Labor of Love: Gestational Surrogacy
and the Work of Making Babies
Rutgers University Press * March 2016 * ISBN-978-0-8135-6950-5
While the practice of surrogacy has existed for millennia, new fertility technologies now allow women to act as gestational surrogates, carrying children who are not genetically related to them. While some women volunteer to act as gestational surrogates, others get paid for performing this service. Labor of Love, the first book-length ethnographic study of gestational surrogacy in the United States, examines the conflicted attitudes that emerge when the ostensibly priceless act of bringing a child into the world becomes a compensated activity. Through extensive field research with surrogates, their family members, intended parents who employ surrogates, and the various professionals who facilitate the process, Labor of Love gives readers a firsthand look at the challenges faced by women who labor to bring children into the world for others.
…this book stands out in its framing of surrogacy as work—paid work—and its depiction of the ways that surrogates deny the label of “work” because they see their interests in surrogacy as a calling, a “labor of love.” Jacobson offers the reader valuable insight into the commitment and sacrifice the surrogates and their families engage in throughout the process as well as their
relationships with the intended parents and surrogacy professionals. Stephanie Gonzalez Guittar, Assistant Professor of Sociology, Aurora University, in Sociological Inquiry
Labor of Love is a thorough, thoughtful, well-researched analysis of women’s labor in the commercial gestational surrogacy market in the United States.” Caitlyn Collins, Assistant Professor of Sociology, Washington University in St. Louis, in Gender & Society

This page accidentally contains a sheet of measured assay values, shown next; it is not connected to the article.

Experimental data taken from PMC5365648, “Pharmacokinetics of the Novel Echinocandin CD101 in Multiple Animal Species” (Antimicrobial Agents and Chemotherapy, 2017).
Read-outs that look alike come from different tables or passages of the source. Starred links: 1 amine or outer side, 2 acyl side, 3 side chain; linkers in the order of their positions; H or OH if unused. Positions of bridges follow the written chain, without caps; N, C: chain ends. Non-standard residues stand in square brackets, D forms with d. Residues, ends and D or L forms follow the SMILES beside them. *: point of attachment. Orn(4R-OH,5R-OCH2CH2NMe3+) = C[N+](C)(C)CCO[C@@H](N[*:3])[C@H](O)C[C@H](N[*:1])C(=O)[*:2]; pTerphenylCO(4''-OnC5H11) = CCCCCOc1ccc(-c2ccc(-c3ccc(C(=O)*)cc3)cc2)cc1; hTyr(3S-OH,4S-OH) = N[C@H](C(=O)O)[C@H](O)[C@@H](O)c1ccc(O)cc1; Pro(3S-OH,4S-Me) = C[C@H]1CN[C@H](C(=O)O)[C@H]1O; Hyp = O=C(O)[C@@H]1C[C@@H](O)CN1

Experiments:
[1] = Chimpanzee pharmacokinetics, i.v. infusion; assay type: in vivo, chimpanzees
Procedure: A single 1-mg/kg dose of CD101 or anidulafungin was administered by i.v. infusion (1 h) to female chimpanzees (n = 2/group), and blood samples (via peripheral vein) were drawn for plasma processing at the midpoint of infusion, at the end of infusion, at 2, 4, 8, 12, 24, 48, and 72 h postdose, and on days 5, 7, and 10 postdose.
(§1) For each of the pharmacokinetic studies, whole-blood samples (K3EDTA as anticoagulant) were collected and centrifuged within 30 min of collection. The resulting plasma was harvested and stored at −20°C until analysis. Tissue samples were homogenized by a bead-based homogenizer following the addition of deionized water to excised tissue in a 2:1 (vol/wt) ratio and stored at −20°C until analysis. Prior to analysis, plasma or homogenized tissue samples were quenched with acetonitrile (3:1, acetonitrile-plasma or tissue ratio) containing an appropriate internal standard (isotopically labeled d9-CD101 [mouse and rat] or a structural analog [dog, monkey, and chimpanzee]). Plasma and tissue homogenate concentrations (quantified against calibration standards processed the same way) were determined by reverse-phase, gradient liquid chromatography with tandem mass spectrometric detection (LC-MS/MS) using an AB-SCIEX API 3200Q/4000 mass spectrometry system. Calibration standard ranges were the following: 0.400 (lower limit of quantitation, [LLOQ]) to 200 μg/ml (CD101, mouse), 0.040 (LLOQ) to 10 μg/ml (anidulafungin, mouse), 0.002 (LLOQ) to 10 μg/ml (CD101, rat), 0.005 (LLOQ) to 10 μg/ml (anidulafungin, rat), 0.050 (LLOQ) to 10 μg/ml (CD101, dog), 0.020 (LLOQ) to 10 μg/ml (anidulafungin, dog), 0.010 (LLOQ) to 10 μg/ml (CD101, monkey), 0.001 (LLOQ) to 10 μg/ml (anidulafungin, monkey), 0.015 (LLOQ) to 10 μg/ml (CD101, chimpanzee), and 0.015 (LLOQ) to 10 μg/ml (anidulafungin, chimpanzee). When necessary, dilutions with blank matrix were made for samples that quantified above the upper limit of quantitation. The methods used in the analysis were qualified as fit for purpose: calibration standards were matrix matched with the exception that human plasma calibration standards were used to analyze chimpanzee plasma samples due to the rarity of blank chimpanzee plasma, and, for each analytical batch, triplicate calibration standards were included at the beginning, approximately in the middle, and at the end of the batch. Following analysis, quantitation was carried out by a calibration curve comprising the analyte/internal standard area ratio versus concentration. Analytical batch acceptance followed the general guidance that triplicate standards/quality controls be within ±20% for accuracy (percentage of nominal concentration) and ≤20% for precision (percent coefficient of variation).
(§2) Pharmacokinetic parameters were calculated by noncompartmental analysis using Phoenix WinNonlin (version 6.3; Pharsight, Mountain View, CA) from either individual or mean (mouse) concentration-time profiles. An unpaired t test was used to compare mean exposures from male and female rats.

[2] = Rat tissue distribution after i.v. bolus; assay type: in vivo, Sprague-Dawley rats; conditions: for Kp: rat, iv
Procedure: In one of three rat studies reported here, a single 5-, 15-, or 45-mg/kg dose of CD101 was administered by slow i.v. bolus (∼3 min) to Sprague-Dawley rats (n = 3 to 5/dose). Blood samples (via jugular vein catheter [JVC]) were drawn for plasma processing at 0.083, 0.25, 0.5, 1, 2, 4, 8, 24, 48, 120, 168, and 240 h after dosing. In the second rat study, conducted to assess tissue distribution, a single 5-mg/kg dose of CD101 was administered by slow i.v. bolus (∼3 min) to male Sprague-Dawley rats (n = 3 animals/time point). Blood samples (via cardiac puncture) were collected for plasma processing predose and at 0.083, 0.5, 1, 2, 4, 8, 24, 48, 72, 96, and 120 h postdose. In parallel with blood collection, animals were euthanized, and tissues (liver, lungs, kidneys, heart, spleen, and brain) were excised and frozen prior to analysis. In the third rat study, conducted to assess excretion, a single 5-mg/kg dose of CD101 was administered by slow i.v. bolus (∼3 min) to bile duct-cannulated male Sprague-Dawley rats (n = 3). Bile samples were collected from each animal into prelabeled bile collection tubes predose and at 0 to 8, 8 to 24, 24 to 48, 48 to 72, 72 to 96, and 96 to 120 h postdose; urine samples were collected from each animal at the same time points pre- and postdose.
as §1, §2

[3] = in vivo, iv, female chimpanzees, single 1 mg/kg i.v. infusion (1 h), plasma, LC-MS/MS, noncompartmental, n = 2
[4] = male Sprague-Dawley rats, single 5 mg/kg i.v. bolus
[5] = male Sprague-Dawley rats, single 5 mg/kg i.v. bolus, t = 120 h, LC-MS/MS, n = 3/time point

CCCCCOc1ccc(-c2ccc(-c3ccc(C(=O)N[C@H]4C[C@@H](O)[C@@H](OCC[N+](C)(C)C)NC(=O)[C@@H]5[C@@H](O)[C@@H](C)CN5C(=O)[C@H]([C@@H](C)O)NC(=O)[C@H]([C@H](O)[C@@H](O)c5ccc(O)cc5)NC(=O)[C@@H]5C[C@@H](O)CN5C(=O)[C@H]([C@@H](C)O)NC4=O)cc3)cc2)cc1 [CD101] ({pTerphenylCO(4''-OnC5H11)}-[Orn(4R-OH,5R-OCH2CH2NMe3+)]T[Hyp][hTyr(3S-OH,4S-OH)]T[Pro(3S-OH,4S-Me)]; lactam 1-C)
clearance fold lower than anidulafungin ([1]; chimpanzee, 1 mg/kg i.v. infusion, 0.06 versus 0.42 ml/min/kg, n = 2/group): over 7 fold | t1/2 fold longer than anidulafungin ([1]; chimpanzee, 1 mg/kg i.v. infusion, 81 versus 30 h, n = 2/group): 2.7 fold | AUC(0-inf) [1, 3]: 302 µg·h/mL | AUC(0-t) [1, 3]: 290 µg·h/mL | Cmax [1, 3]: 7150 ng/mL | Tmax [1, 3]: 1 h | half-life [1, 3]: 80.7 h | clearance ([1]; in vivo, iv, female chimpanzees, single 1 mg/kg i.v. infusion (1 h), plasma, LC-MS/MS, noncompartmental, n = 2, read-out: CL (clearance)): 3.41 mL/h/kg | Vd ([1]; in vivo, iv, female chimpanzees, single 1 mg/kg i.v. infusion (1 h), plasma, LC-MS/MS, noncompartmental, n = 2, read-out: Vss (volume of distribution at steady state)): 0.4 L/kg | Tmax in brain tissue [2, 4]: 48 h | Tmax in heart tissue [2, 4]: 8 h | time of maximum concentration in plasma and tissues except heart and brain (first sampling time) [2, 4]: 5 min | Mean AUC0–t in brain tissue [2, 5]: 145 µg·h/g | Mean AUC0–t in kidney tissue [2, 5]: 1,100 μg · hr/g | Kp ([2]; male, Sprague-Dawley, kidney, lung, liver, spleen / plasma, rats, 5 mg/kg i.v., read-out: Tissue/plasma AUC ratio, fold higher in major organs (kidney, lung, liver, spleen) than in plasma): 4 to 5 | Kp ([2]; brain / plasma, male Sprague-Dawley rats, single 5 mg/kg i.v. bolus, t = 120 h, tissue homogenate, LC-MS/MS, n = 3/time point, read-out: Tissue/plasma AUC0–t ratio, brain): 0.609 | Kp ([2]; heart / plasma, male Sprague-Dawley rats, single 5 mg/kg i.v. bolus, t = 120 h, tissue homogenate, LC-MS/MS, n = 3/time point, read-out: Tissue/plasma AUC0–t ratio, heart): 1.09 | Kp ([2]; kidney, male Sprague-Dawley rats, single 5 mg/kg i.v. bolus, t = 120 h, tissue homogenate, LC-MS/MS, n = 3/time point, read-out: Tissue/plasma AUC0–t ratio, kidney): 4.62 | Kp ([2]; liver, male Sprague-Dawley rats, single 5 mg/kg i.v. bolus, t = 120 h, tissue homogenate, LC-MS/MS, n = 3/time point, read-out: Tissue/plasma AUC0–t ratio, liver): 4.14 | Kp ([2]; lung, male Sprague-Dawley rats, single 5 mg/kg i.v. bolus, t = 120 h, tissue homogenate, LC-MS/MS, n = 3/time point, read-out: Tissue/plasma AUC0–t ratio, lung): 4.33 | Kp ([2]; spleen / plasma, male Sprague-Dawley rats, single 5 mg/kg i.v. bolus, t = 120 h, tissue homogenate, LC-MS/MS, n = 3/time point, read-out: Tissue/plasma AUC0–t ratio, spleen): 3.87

Labor of Love beautifully illuminates the work of surrogacy, exploring a world in which women have children for other women. Jacobson skillfully interweaves stories of actual participants with commentary and analysis, providing original insights into the complexities of reproduction.
Naomi Cahn, Harold H. Greene Chair, George Washington University Law School
Labor of Love is an engaging and well-researched study of contemporary surrogacy in the United States. Jacobson thoughtfully exposes the contradictions surrogates navigate as they downplay the commercial aspects of the transaction and obscure the labor involved in being a surrogate.
Susan Markens, Lehman College and The Graduate Center, CUNY
Culture Keeping: White Mothers, International Adoption, and the Negotiation of Family Difference
Vanderbilt University Press * November 2008 * ISBN-978-0-8265-1618-3
Since the early 1990s, close to 250,000 children born abroad have been adopted into the United States. Nearly half of these children have come from China and Russia. In Culture Keeping Heather Jacobson examines these adoptions by focusing on a relatively new phenomenon: the practice by international adoptive parents, mothers in particular, of incorporating aspects of their children's cultures of origin into their families' lives. Jacobson follows white adoptive mothers as they navigate culture keeping: from their motivations, to the pressures and constraints they face, to the content of their actual practices concerning names, food, toys, travel, cultural events, and communities of belonging. Through her interviews, she explores how women think about their children, their families, and themselves as mothers as they labor to construct or resist ethnic identities for their children. The choices these women make about culture, Jacobson argues, offer a window into dominant ideas of race and the "American Family," and into how social differences are conceived and negotiated in the United States.
...a must-read for all adoptive parents.
Women's Review of Books
Culture Keeping is a sensitive and sympathetic, yet intellectually sophisticated examination of the dynamics of ethnic identity among families who have adopted children from China and Russia. Heather Jacobson shows how American racial dynamics and conceptions of kinship shape the ways in which these interracial families are seen by others and the ways in which adoptive parents work to provide their children with an ethnic identity that reflects their birthplaces. Theoretically rich and empirically rigorous, this book is a valuable contribution to the fields of sociology and family studies. It also is a wonderful resource for adoptive parents because it provides a wider view of the cultural practices and child rearing strategies they engage in.
Mary C. Waters, M.E. Zukerman Professor of Sociology, Harvard University
Culture Keeping is the first comparative study of transnational adoption of Chinese and Russia children by white women in the United States. Jacobson's insightful analysis of the mothers' discourse and practice sheds critical light on the racial underpinnings of normal American family and kinship.
Judith Stacey, Professor of Social and Cultural Analysis, New York University